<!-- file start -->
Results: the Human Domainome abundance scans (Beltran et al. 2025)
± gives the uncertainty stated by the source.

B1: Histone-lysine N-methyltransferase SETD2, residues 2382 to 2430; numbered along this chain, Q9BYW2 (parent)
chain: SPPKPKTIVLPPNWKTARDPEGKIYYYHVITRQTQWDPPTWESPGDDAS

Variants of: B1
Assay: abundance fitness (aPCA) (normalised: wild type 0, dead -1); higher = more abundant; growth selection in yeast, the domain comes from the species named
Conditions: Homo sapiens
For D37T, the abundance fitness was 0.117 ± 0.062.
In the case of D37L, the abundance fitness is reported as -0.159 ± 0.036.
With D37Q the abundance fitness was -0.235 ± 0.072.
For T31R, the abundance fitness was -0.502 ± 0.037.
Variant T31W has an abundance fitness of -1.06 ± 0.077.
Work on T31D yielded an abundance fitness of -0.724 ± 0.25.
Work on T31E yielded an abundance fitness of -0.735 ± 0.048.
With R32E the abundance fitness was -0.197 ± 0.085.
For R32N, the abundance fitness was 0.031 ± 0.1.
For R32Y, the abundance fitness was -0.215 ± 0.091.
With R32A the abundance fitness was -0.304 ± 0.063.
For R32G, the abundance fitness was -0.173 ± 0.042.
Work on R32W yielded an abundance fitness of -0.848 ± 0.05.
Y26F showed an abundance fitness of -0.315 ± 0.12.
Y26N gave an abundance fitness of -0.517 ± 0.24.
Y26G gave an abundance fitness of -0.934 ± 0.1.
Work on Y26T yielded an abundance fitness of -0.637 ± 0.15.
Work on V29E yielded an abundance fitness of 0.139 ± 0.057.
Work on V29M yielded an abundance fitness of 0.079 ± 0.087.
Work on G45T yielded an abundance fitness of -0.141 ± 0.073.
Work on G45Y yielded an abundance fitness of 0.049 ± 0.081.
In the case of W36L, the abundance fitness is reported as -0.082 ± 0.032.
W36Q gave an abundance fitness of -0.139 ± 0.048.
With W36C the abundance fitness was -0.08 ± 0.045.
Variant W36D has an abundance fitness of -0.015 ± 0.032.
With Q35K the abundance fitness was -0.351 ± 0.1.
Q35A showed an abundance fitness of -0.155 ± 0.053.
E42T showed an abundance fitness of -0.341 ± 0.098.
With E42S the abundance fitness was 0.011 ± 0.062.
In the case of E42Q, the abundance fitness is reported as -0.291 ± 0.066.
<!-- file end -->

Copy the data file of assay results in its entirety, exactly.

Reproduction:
Results: the Human Domainome abundance scans (Beltran et al. 2025)
± gives the uncertainty stated by the source.

B1: Histone-lysine N-methyltransferase SETD2, residues 2382 to 2430; numbered along this chain, Q9BYW2 (parent)
chain: SPPKPKTIVLPPNWKTARDPEGKIYYYHVITRQTQWDPPTWESPGDDAS

Variants of: B1
Assay: abundance fitness (aPCA) (normalised: wild type 0, dead -1); higher = more abundant; growth selection in yeast, the domain comes from the species named
Conditions: Homo sapiens
For D37T, the abundance fitness was 0.117 ± 0.062.
In the case of D37L, the abundance fitness is reported as -0.159 ± 0.036.
With D37Q the abundance fitness was -0.235 ± 0.072.
For T31R, the abundance fitness was -0.502 ± 0.037.
Variant T31W has an abundance fitness of -1.06 ± 0.077.
Work on T31D yielded an abundance fitness of -0.724 ± 0.25.
Work on T31E yielded an abundance fitness of -0.735 ± 0.048.
With R32E the abundance fitness was -0.197 ± 0.085.
For R32N, the abundance fitness was 0.031 ± 0.1.
For R32Y, the abundance fitness was -0.215 ± 0.091.
With R32A the abundance fitness was -0.304 ± 0.063.
For R32G, the abundance fitness was -0.173 ± 0.042.
Work on R32W yielded an abundance fitness of -0.848 ± 0.05.
Y26F showed an abundance fitness of -0.315 ± 0.12.
Y26N gave an abundance fitness of -0.517 ± 0.24.
Y26G gave an abundance fitness of -0.934 ± 0.1.
Work on Y26T yielded an abundance fitness of -0.637 ± 0.15.
Work on V29E yielded an abundance fitness of 0.139 ± 0.057.
Work on V29M yielded an abundance fitness of 0.079 ± 0.087.
Work on G45T yielded an abundance fitness of -0.141 ± 0.073.
Work on G45Y yielded an abundance fitness of 0.049 ± 0.081.
In the case of W36L, the abundance fitness is reported as -0.082 ± 0.032.
W36Q gave an abundance fitness of -0.139 ± 0.048.
With W36C the abundance fitness was -0.08 ± 0.045.
Variant W36D has an abundance fitness of -0.015 ± 0.032.
With Q35K the abundance fitness was -0.351 ± 0.1.
Q35A showed an abundance fitness of -0.155 ± 0.053.
E42T showed an abundance fitness of -0.341 ± 0.098.
With E42S the abundance fitness was 0.011 ± 0.062.
In the case of E42Q, the abundance fitness is reported as -0.291 ± 0.066.